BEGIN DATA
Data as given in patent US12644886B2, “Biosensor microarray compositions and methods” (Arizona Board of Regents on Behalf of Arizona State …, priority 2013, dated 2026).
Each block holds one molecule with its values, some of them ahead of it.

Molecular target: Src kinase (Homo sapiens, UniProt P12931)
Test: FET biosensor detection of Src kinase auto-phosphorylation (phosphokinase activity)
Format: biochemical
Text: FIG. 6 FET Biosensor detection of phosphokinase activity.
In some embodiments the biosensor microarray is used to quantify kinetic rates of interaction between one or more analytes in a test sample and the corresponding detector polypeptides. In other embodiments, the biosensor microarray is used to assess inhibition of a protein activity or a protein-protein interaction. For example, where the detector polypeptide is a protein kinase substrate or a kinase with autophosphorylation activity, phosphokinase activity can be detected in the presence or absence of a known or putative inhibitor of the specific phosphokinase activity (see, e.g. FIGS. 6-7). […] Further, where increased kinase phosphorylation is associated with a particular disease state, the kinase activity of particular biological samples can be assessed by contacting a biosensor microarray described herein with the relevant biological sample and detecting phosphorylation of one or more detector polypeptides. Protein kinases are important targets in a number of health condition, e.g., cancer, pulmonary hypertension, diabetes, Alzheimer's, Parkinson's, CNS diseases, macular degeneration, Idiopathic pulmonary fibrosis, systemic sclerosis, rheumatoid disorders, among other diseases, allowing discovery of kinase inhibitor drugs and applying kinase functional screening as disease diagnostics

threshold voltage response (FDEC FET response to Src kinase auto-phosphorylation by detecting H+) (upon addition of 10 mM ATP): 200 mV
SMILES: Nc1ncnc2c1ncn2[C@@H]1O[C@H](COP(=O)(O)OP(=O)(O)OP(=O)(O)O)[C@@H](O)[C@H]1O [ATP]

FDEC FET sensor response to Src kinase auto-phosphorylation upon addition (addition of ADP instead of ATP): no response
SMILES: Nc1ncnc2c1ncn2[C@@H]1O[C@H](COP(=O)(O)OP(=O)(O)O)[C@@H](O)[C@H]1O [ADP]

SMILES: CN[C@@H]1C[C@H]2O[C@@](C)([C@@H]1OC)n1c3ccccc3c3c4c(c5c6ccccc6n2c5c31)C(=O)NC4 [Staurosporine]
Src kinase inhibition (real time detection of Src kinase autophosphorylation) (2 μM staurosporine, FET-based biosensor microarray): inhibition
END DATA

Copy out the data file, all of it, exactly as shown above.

Data as given in patent US12644886B2, “Biosensor microarray compositions and methods” (Arizona Board of Regents on Behalf of Arizona State …, priority 2013, dated 2026).
Each block holds one molecule with its values, some of them ahead of it.

Molecular target: Src kinase (Homo sapiens, UniProt P12931)
Test: FET biosensor detection of Src kinase auto-phosphorylation (phosphokinase activity)
Format: biochemical
Text: FIG. 6 FET Biosensor detection of phosphokinase activity.
In some embodiments the biosensor microarray is used to quantify kinetic rates of interaction between one or more analytes in a test sample and the corresponding detector polypeptides. In other embodiments, the biosensor microarray is used to assess inhibition of a protein activity or a protein-protein interaction. For example, where the detector polypeptide is a protein kinase substrate or a kinase with autophosphorylation activity, phosphokinase activity can be detected in the presence or absence of a known or putative inhibitor of the specific phosphokinase activity (see, e.g. FIGS. 6-7). […] Further, where increased kinase phosphorylation is associated with a particular disease state, the kinase activity of particular biological samples can be assessed by contacting a biosensor microarray described herein with the relevant biological sample and detecting phosphorylation of one or more detector polypeptides. Protein kinases are important targets in a number of health condition, e.g., cancer, pulmonary hypertension, diabetes, Alzheimer's, Parkinson's, CNS diseases, macular degeneration, Idiopathic pulmonary fibrosis, systemic sclerosis, rheumatoid disorders, among other diseases, allowing discovery of kinase inhibitor drugs and applying kinase functional screening as disease diagnostics

threshold voltage response (FDEC FET response to Src kinase auto-phosphorylation by detecting H+) (upon addition of 10 mM ATP): 200 mV
SMILES: Nc1ncnc2c1ncn2[C@@H]1O[C@H](COP(=O)(O)OP(=O)(O)OP(=O)(O)O)[C@@H](O)[C@H]1O [ATP]

FDEC FET sensor response to Src kinase auto-phosphorylation upon addition (addition of ADP instead of ATP): no response
SMILES: Nc1ncnc2c1ncn2[C@@H]1O[C@H](COP(=O)(O)OP(=O)(O)O)[C@@H](O)[C@H]1O [ADP]

SMILES: CN[C@@H]1C[C@H]2O[C@@](C)([C@@H]1OC)n1c3ccccc3c3c4c(c5c6ccccc6n2c5c31)C(=O)NC4 [Staurosporine]
Src kinase inhibition (real time detection of Src kinase autophosphorylation) (2 μM staurosporine, FET-based biosensor microarray): inhibition